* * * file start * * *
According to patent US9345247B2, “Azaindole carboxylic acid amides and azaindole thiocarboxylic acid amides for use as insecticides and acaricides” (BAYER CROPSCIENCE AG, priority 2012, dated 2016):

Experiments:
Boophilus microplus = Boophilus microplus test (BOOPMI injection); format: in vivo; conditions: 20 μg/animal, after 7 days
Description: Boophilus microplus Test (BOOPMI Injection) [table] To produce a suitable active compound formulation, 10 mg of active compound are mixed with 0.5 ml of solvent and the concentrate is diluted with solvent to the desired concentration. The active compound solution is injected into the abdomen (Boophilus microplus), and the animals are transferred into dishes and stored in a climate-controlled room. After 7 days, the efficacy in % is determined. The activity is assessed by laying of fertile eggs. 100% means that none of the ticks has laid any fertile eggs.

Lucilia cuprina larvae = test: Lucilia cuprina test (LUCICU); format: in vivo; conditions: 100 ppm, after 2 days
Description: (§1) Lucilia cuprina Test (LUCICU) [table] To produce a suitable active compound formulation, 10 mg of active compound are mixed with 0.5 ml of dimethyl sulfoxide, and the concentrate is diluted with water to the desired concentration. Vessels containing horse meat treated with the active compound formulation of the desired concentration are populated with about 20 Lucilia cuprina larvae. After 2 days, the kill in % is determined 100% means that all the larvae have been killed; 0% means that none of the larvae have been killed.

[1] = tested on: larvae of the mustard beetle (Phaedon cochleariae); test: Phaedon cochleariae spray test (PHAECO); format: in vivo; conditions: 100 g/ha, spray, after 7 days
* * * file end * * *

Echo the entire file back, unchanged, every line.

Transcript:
According to patent US9345247B2, “Azaindole carboxylic acid amides and azaindole thiocarboxylic acid amides for use as insecticides and acaricides” (BAYER CROPSCIENCE AG, priority 2012, dated 2016):

Experiments:
Boophilus microplus = Boophilus microplus test (BOOPMI injection); format: in vivo; conditions: 20 μg/animal, after 7 days
Description: Boophilus microplus Test (BOOPMI Injection) [table] To produce a suitable active compound formulation, 10 mg of active compound are mixed with 0.5 ml of solvent and the concentrate is diluted with solvent to the desired concentration. The active compound solution is injected into the abdomen (Boophilus microplus), and the animals are transferred into dishes and stored in a climate-controlled room. After 7 days, the efficacy in % is determined. The activity is assessed by laying of fertile eggs. 100% means that none of the ticks has laid any fertile eggs.

Lucilia cuprina larvae = test: Lucilia cuprina test (LUCICU); format: in vivo; conditions: 100 ppm, after 2 days
Description: (§1) Lucilia cuprina Test (LUCICU) [table] To produce a suitable active compound formulation, 10 mg of active compound are mixed with 0.5 ml of dimethyl sulfoxide, and the concentrate is diluted with water to the desired concentration. Vessels containing horse meat treated with the active compound formulation of the desired concentration are populated with about 20 Lucilia cuprina larvae. After 2 days, the kill in % is determined 100% means that all the larvae have been killed; 0% means that none of the larvae have been killed.

[1] = tested on: larvae of the mustard beetle (Phaedon cochleariae); test: Phaedon cochleariae spray test (PHAECO); format: in vivo; conditions: 100 g/ha, spray, after 7 days